Can you make these ahead?

The cookie dough can be made in advance and refrigerated for up to 3 days before baking. This also enhances the flavor and texture of the cookies.

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Kitchen Sink Christmas Cookies

Author: Madison Reid
Prep Time: 15 minutes
Cook Time: 8 minutes
Resting Time: 30 minutes
Servings: 24 cookies
Chocolate chip cookies but with holiday M&M's crushed potato chips & pretzels! A sweet & salty treat.


  • 2 1/2 cups all-purpose flour
  • 1 tsp baking soda
  • 1/2 tsp fine sea salt
  • 1/2 cup unsalted butter
  • 1/2 cup shortening
  • 1 cup brown sugar
  • 1/2 cup granulated sugar
  • 2 eggs
  • 1 1/2 tsp vanilla extract
  • 1 cup holiday M&M's
  • 1 cup crushed potato chips
  • 1 cup crushed pretzels


  • In a standing mixer, mix your butter, shortening & sugars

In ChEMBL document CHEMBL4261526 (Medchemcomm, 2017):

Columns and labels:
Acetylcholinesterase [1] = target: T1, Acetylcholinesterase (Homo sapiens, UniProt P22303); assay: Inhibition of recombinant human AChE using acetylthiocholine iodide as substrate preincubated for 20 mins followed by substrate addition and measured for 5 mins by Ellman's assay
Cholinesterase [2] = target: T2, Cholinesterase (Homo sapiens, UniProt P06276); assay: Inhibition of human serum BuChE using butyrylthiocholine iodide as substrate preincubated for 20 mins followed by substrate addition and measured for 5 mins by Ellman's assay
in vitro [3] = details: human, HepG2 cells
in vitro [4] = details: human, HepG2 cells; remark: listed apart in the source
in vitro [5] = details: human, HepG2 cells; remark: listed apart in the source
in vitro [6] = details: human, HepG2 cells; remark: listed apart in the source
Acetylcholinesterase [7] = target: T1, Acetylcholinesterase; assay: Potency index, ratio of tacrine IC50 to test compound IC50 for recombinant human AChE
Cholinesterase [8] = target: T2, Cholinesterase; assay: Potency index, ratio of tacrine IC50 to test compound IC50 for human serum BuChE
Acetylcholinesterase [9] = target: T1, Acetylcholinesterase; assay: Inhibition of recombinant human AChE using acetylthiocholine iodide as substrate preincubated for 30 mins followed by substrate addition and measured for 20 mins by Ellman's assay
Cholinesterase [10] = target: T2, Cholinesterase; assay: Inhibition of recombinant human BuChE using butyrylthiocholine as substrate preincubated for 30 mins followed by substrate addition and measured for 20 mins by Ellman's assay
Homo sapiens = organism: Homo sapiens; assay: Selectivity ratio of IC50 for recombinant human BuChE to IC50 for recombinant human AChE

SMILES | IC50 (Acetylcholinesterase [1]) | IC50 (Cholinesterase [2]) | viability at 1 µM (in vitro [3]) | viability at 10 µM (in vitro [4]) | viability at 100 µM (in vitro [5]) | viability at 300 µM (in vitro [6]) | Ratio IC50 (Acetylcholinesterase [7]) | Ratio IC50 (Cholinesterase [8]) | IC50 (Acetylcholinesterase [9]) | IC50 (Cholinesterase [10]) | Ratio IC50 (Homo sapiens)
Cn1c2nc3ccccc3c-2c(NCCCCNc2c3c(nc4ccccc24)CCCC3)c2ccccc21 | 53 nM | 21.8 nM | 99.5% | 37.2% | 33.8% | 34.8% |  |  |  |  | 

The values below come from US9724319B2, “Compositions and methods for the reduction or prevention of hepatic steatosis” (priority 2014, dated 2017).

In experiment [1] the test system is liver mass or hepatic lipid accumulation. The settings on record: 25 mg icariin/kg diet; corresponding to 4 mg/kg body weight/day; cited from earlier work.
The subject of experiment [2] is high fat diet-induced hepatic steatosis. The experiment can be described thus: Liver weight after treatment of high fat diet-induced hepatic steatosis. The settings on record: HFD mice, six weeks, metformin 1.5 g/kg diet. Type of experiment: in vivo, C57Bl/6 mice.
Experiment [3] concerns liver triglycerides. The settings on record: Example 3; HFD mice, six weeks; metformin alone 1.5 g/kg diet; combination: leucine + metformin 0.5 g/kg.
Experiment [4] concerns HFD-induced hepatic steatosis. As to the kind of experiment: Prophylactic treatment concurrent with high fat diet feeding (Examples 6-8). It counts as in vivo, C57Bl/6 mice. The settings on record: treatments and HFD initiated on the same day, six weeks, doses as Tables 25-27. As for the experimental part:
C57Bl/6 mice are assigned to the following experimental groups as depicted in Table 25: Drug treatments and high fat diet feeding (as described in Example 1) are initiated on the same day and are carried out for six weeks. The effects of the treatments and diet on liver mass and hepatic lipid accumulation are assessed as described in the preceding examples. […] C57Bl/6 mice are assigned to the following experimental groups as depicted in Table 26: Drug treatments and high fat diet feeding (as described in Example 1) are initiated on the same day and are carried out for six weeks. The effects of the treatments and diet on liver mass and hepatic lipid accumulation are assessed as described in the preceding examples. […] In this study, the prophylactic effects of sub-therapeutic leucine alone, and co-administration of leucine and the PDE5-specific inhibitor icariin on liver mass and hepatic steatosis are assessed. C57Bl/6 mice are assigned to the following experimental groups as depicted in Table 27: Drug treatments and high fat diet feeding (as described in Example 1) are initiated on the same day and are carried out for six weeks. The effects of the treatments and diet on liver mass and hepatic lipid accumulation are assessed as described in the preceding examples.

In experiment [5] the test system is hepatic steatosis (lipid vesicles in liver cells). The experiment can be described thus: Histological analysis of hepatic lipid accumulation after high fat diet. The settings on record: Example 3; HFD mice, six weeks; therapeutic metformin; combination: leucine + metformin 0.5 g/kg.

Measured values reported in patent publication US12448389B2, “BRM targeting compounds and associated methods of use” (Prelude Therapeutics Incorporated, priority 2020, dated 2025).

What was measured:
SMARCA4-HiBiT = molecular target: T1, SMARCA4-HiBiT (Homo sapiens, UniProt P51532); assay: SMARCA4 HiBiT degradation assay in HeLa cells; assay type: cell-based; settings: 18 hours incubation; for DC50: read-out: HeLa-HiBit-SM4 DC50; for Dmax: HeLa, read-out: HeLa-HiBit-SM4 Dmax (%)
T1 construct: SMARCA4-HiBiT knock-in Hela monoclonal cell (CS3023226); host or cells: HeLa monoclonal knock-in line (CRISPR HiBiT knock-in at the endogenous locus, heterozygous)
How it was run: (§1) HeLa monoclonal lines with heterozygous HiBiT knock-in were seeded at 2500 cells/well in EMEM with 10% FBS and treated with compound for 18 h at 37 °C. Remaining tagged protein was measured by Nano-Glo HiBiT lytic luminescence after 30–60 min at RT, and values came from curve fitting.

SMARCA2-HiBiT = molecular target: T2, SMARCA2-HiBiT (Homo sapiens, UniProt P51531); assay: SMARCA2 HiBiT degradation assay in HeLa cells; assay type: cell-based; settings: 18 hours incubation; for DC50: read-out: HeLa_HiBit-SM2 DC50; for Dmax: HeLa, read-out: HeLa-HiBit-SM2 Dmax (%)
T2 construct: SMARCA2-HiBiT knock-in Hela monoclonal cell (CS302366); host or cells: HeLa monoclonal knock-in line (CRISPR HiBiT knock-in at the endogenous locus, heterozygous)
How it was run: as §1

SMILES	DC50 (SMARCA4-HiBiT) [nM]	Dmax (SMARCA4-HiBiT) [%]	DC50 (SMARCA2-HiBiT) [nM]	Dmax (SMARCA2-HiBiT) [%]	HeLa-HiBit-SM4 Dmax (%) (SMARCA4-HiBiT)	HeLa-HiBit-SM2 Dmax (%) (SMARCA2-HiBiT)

• Once combined, whip the sugar mixture on high for 1-2 minutes until lighter in color and texture
  • Stir in eggs & vanilla. Be sure to not over mix.
  • Pour in flour, soda & salt
  • Mix until the dough comes together & then stop
  • Fold in M&M's, crushed potato chips & pretzels
  • Cover bowl & place in the refrigerator for 30 minutes to rest (you can skip this step, but it really elevates your cookies, so I don't recommend it)
  • Preheat your oven to 375 degrees
  • Scoop cookie dough with a cookie scoop onto a light metal cookie sheet lined with parchment paper
  • Bake for 8 minutes
  • Remove cookies and allow to cool for 5-10 minutes
  • Transfer cookies off of the cookie sheet and enjoy


Calories: 247kcal Carbohydrates: 32g Protein: 2g Fat: 13g Saturated Fat: 6g Polyunsaturated Fat: 1g Monounsaturated Fat: 3g Trans Fat: 1g Cholesterol: 24mg Sodium: 103mg Potassium: 73mg Fiber: 0.4g Sugar: 21g Vitamin A: 138IU Calcium: 23mg Iron: 1mg

Have you tried this recipe?

I’d love to see it! Follow @_mrs.madi_ on Instagram and tag your photos with #mrsmadi.